Meet Ms. Marvel, the first Muslim superhero
New female Muslim comic book character a breath of fresh air
It has always been a dream of mine to possess super powers – I am not really into the whole “leaping tall buildings at a single bound” stuff although I do own up to hankering after Wayne Manor (real estate always did it for me) and the batmobile.
The superhero I wanted to be was Wonder Woman. With her, there was a role model for a young girl growing up in London. For those of you too young to remember Lynda Carter in her gravity defying red, white and blue playsuit, bear with me. This was a superhero who could deflect bullets with her snazzy cuff bracelets (later inspiring my obsession with Falco Verdura) and had a golden lasso which when wrapped around her enemies forced them to speak the truth and obey her without question.
Those who know me well will now be nodding their heads and rolling their eyes. Finally Wonder Woman had the power to impersonate anyone’s voice – I now speak five languages and can pull off most accents international and regional. In all I am a disciple of Wonder Women's alter ego, Diana Prince, Amazon Princess of the Paradise islands.
Growing up in suburban England in the 1970’s there were no real female role models, much less Muslim or Asian ones, so instead I identified strongly with superheroes and devoured Marvel comics under the bedclothes by torchlight.Ahlya Fateh
Growing up in suburban England in the 1970’s there were no real female role models, much less Muslim or Asian ones, so instead I identified strongly with superheroes and devoured Marvel comics under the bedclothes by torchlight. When one is raised in a culture that is alien to all those around you, especially at a time in your life when “fitting in” is paramount, it pays to learn how to suppress your real identity and play along with your peers.
Eastern alter ego
On the outside I looked English with my fair hair and blue eyes and pale skin that burned on contact with the sun, so I ironed out any signs of an accent matching my cadence and rhythm to the voices of my school friends and read as much English literature as I could so as never to be caught out as a foreigner. Just like Diana Prince had to hide her true Wonder Woman self I too kept my Eastern alter ego to one side. Only when we would return to Karachi for the school holidays would I fully embrace my Pakistani super heroine!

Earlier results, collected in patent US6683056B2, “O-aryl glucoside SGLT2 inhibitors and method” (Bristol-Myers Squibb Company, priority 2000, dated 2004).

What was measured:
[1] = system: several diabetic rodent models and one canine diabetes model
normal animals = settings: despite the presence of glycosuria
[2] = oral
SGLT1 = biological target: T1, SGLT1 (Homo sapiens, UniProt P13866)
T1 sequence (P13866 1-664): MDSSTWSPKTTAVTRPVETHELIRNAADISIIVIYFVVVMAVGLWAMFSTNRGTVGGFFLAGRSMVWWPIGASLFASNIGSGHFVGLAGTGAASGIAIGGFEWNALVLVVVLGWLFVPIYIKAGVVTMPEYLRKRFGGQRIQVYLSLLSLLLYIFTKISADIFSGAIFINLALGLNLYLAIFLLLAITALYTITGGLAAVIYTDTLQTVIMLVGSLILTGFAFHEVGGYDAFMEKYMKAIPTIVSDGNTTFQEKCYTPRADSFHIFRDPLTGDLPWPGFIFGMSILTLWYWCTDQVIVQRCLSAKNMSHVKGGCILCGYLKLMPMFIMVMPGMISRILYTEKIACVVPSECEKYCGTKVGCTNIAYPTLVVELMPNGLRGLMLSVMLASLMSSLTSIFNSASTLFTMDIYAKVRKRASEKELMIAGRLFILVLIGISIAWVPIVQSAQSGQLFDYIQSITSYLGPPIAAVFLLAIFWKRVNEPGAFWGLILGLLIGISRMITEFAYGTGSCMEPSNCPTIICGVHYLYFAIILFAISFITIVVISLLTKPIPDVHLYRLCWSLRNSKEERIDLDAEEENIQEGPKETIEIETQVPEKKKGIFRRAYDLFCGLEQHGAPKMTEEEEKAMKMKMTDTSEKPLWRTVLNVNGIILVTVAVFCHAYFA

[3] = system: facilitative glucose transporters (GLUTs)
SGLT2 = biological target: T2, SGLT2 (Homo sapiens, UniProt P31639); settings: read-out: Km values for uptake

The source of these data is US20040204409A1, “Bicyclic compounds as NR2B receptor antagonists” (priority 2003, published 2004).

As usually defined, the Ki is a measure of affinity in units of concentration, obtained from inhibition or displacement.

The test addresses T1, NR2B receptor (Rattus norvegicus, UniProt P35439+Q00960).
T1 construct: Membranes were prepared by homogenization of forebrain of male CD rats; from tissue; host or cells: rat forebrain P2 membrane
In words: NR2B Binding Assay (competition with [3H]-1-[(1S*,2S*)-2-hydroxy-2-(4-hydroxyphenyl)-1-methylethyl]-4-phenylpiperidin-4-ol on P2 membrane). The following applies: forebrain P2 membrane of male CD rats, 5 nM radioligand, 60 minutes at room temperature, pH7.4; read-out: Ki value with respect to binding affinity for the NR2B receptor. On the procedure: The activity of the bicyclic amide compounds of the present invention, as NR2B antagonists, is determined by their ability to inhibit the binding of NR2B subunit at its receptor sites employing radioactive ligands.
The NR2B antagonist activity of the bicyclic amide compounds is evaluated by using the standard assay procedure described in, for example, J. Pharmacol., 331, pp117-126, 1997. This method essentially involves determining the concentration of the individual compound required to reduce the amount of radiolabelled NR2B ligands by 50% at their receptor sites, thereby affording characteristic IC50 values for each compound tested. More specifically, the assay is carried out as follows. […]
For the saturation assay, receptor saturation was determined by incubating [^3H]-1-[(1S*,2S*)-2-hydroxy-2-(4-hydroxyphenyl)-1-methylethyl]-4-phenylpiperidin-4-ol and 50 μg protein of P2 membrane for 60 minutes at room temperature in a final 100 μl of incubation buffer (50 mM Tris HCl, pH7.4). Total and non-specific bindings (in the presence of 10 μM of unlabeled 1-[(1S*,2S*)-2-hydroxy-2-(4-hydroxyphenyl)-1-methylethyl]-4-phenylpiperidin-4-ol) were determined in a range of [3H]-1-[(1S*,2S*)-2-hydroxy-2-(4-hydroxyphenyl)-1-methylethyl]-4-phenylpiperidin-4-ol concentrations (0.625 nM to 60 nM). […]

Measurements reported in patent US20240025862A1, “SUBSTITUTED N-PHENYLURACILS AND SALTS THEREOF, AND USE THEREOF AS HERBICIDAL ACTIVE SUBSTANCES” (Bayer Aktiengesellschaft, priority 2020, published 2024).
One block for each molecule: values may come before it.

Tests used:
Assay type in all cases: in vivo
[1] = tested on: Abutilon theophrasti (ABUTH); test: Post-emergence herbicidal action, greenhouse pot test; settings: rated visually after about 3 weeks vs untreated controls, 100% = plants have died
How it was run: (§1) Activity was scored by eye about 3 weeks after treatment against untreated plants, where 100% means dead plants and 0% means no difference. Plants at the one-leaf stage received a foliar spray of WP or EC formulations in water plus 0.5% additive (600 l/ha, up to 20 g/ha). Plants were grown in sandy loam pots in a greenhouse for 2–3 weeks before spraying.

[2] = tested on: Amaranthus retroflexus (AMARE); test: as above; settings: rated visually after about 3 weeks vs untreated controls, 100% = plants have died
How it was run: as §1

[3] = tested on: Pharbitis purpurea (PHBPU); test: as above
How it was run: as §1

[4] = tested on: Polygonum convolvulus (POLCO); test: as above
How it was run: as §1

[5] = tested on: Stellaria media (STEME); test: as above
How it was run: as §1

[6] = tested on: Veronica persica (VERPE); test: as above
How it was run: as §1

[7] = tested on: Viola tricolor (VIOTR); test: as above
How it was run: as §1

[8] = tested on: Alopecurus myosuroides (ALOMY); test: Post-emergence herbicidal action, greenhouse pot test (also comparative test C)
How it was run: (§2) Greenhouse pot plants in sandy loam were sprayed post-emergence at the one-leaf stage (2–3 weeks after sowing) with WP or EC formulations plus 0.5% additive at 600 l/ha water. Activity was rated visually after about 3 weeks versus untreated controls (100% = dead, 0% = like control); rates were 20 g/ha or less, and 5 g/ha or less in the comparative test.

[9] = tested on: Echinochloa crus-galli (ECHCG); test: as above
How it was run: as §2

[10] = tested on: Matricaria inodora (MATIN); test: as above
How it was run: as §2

Much has changed since the 70’s, diversity and ethnicity is celebrated and encouraged. Finally we have the first Muslim Super Hero – Ms. Marvel is the newest character from the Marvel comics stable and her alter ego Kamala Khan is an American teenager living in New Jersey. The comics are the brain child of two editors at Marvel, Sana Amanat and Steve Wacker, who had spotted a real lack of female superheroes in the market place. Their next step was to get G. Willow Wilson - a comic book writer and convert to Islam - as the series writer which was a major coup. Kamala will have to deal with all the baggage of growing up in a conservative Pakistani family with all that entails while fighting off super-villains.
Ms. Khan’s faith
The creators are aware that this is a subject matter that will seem controversial to Muslims as well as those who are anti-Muslim. But “this is not evangelism,” Ms. Wilson says. “It was really important to portray Kamala as someone who is struggling with her faith.” The writer then went on to describe how filial and religious constraints will come up against the need to break out against the status quo whenever Ms. Marvel takes over from Ms. Khan.
I for one welcome this new superhero; she may not have the bracelets and golden chain belt (hello, Chanel obsession explained!) but I bet Ms. Marvel knows what it is to hide your mini-skirt under your shalwar kameez and that makes her a super-super heroine in my book!
Ahlya Fateh knows all about fashion and publishing. As the former managing editor of Tatler magazine, and the managing director of fashion brand, Tata Naka, she has combined a strong creative vision with an understanding of strategy and management. Ahlya lives in London and is a mother of two.